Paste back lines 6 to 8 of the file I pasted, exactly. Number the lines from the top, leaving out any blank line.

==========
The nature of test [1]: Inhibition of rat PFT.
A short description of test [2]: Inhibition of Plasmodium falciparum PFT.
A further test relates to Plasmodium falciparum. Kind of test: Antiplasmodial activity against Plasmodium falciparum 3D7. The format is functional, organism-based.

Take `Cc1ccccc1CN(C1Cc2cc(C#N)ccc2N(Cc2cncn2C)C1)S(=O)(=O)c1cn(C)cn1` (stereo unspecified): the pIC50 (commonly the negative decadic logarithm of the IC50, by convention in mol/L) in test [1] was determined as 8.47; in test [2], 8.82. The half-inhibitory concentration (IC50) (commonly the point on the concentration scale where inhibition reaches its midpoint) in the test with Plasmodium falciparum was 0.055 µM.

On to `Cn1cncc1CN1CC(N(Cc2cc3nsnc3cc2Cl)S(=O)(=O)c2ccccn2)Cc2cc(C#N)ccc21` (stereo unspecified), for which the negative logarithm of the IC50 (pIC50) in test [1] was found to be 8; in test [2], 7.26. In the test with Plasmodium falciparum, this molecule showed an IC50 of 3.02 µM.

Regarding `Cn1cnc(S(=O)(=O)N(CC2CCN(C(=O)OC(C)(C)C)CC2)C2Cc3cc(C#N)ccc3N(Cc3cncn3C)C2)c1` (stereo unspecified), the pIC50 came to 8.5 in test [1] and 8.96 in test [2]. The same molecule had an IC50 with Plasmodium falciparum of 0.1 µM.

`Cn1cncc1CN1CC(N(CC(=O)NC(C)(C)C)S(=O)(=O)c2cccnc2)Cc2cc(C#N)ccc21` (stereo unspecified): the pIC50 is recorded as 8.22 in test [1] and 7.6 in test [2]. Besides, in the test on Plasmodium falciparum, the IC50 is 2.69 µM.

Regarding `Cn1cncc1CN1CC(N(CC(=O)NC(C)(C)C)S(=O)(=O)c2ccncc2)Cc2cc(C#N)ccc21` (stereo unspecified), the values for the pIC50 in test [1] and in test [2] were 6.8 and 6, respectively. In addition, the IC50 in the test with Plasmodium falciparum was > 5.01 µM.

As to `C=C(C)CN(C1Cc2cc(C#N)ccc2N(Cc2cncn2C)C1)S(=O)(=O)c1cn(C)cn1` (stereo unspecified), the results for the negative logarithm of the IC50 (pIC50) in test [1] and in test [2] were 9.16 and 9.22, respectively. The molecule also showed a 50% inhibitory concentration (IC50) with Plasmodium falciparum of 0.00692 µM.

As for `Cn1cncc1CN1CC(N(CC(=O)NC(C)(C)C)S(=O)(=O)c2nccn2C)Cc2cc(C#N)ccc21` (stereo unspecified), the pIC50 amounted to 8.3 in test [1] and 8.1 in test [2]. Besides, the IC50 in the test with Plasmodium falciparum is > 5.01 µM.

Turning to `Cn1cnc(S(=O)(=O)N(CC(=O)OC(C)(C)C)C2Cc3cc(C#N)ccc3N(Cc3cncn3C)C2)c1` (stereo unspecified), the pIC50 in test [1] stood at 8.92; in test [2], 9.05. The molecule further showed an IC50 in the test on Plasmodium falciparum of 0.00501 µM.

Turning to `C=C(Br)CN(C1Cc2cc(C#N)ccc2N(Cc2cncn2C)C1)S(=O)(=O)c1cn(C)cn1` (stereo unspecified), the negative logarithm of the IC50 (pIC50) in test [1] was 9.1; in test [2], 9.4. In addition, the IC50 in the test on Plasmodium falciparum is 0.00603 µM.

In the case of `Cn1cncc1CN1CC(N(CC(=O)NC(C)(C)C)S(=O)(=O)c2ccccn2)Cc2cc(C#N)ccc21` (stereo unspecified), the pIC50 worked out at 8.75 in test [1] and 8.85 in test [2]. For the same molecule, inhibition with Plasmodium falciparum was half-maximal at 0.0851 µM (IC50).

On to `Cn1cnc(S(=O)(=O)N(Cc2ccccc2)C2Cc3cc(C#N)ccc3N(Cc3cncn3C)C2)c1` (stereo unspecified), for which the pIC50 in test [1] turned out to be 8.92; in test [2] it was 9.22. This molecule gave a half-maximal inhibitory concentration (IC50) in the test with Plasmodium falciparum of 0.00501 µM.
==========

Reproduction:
Regarding `Cn1cnc(S(=O)(=O)N(CC2CCN(C(=O)OC(C)(C)C)CC2)C2Cc3cc(C#N)ccc3N(Cc3cncn3C)C2)c1` (stereo unspecified), the pIC50 came to 8.5 in test [1] and 8.96 in test [2]. The same molecule had an IC50 with Plasmodium falciparum of 0.1 µM.

`Cn1cncc1CN1CC(N(CC(=O)NC(C)(C)C)S(=O)(=O)c2cccnc2)Cc2cc(C#N)ccc21` (stereo unspecified): the pIC50 is recorded as 8.22 in test [1] and 7.6 in test [2]. Besides, in the test on Plasmodium falciparum, the IC50 is 2.69 µM.

Regarding `Cn1cncc1CN1CC(N(CC(=O)NC(C)(C)C)S(=O)(=O)c2ccncc2)Cc2cc(C#N)ccc21` (stereo unspecified), the values for the pIC50 in test [1] and in test [2] were 6.8 and 6, respectively. In addition, the IC50 in the test with Plasmodium falciparum was > 5.01 µM.